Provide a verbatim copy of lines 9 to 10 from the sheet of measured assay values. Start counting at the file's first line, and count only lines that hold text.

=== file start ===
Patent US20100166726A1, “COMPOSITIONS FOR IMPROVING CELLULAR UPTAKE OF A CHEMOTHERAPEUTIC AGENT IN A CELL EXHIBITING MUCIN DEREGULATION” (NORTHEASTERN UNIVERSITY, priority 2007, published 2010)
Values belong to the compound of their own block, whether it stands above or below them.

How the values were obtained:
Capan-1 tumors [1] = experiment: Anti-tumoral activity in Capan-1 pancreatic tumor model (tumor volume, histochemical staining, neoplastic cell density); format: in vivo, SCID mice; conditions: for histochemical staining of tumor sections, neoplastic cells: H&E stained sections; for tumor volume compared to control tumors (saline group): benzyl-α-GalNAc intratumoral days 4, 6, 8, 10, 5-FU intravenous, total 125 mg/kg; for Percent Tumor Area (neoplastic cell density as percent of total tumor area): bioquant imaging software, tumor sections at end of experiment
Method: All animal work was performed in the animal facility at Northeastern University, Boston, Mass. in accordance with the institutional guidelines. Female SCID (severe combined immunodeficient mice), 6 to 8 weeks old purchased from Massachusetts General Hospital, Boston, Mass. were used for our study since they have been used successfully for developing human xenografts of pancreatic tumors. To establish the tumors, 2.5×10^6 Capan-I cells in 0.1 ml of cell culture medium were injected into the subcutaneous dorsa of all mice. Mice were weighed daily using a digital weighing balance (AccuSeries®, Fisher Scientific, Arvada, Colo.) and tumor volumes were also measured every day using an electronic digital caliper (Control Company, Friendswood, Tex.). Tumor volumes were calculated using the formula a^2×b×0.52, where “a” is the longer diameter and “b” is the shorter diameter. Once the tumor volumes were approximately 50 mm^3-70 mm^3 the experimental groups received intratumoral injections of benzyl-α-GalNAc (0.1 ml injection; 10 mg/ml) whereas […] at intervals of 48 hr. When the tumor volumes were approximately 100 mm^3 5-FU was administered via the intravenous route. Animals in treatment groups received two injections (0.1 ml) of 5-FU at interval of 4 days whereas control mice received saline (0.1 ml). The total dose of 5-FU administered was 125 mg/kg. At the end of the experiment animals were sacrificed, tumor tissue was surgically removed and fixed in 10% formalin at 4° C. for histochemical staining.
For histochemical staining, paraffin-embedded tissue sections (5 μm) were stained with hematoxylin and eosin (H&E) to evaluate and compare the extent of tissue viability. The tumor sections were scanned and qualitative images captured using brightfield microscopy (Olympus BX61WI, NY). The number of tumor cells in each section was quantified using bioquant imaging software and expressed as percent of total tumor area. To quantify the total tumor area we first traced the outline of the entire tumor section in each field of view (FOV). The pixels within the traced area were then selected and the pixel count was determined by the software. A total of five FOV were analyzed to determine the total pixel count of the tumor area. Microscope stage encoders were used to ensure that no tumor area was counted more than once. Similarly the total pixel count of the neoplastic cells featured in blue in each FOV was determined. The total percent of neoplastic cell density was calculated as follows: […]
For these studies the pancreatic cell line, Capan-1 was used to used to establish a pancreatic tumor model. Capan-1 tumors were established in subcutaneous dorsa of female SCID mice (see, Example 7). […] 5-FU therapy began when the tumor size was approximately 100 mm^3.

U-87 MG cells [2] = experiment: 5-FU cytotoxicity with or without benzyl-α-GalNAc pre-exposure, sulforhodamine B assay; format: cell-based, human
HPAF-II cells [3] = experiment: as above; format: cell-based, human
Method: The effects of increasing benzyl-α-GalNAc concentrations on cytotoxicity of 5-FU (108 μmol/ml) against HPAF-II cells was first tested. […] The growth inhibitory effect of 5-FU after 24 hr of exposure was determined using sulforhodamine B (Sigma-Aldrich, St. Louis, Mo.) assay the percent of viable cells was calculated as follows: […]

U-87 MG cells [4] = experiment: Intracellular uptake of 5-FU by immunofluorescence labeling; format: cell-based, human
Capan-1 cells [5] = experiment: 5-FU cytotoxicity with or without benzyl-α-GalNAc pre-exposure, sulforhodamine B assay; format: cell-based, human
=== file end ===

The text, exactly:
HPAF-II cells [3] = experiment: as above; format: cell-based, human
Method: The effects of increasing benzyl-α-GalNAc concentrations on cytotoxicity of 5-FU (108 μmol/ml) against HPAF-II cells was first tested. […] The growth inhibitory effect of 5-FU after 24 hr of exposure was determined using sulforhodamine B (Sigma-Aldrich, St. Louis, Mo.) assay the percent of viable cells was calculated as follows: […]